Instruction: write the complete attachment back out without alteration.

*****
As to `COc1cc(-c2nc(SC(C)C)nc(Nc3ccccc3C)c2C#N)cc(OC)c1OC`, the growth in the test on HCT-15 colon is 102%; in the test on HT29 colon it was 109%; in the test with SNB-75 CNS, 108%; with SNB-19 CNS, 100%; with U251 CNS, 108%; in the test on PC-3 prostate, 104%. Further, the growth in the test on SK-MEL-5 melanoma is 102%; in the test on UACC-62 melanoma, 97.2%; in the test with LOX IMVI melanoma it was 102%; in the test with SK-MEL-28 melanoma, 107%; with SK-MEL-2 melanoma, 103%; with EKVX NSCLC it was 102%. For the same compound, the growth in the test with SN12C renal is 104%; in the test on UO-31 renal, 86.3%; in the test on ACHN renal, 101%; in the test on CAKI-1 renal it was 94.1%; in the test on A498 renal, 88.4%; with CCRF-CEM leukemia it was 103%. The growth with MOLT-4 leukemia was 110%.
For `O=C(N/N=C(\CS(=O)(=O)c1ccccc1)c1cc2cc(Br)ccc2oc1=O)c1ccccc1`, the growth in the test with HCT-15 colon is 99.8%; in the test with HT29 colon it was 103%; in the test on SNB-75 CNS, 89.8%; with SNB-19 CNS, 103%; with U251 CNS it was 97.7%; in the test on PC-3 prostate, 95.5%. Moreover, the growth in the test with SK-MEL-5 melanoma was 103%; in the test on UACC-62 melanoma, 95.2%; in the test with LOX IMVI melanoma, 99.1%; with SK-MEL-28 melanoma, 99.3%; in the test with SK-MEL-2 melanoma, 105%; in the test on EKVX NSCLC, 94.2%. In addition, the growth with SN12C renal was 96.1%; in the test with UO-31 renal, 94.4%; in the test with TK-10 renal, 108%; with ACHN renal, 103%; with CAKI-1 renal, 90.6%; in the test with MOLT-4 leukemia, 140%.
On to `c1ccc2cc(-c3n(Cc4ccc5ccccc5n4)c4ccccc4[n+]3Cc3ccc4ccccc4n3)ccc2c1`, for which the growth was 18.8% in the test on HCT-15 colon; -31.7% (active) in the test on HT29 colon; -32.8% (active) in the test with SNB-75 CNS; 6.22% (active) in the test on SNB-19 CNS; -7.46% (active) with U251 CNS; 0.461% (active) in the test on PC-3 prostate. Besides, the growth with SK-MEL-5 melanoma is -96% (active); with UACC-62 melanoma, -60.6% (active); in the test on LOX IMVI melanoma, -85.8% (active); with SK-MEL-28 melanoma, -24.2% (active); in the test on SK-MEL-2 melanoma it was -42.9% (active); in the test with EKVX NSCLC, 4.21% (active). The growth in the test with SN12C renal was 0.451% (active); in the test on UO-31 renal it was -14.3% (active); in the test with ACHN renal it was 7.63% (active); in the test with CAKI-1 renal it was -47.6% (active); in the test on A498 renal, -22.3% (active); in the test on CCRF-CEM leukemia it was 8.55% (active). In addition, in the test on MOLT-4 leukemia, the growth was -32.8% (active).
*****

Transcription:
As to `COc1cc(-c2nc(SC(C)C)nc(Nc3ccccc3C)c2C#N)cc(OC)c1OC`, the growth in the test on HCT-15 colon is 102%; in the test on HT29 colon it was 109%; in the test with SNB-75 CNS, 108%; with SNB-19 CNS, 100%; with U251 CNS, 108%; in the test on PC-3 prostate, 104%. Further, the growth in the test on SK-MEL-5 melanoma is 102%; in the test on UACC-62 melanoma, 97.2%; in the test with LOX IMVI melanoma it was 102%; in the test with SK-MEL-28 melanoma, 107%; with SK-MEL-2 melanoma, 103%; with EKVX NSCLC it was 102%. For the same compound, the growth in the test with SN12C renal is 104%; in the test on UO-31 renal, 86.3%; in the test on ACHN renal, 101%; in the test on CAKI-1 renal it was 94.1%; in the test on A498 renal, 88.4%; with CCRF-CEM leukemia it was 103%. The growth with MOLT-4 leukemia was 110%.
For `O=C(N/N=C(\CS(=O)(=O)c1ccccc1)c1cc2cc(Br)ccc2oc1=O)c1ccccc1`, the growth in the test with HCT-15 colon is 99.8%; in the test with HT29 colon it was 103%; in the test on SNB-75 CNS, 89.8%; with SNB-19 CNS, 103%; with U251 CNS it was 97.7%; in the test on PC-3 prostate, 95.5%. Moreover, the growth in the test with SK-MEL-5 melanoma was 103%; in the test on UACC-62 melanoma, 95.2%; in the test with LOX IMVI melanoma, 99.1%; with SK-MEL-28 melanoma, 99.3%; in the test with SK-MEL-2 melanoma, 105%; in the test on EKVX NSCLC, 94.2%. In addition, the growth with SN12C renal was 96.1%; in the test with UO-31 renal, 94.4%; in the test with TK-10 renal, 108%; with ACHN renal, 103%; with CAKI-1 renal, 90.6%; in the test with MOLT-4 leukemia, 140%.
On to `c1ccc2cc(-c3n(Cc4ccc5ccccc5n4)c4ccccc4[n+]3Cc3ccc4ccccc4n3)ccc2c1`, for which the growth was 18.8% in the test on HCT-15 colon; -31.7% (active) in the test on HT29 colon; -32.8% (active) in the test with SNB-75 CNS; 6.22% (active) in the test on SNB-19 CNS; -7.46% (active) with U251 CNS; 0.461% (active) in the test on PC-3 prostate. Besides, the growth with SK-MEL-5 melanoma is -96% (active); with UACC-62 melanoma, -60.6% (active); in the test on LOX IMVI melanoma, -85.8% (active); with SK-MEL-28 melanoma, -24.2% (active); in the test on SK-MEL-2 melanoma it was -42.9% (active); in the test with EKVX NSCLC, 4.21% (active). The growth in the test with SN12C renal was 0.451% (active); in the test on UO-31 renal it was -14.3% (active); in the test with ACHN renal it was 7.63% (active); in the test with CAKI-1 renal it was -47.6% (active); in the test on A498 renal, -22.3% (active); in the test on CCRF-CEM leukemia it was 8.55% (active). In addition, in the test on MOLT-4 leukemia, the growth was -32.8% (active).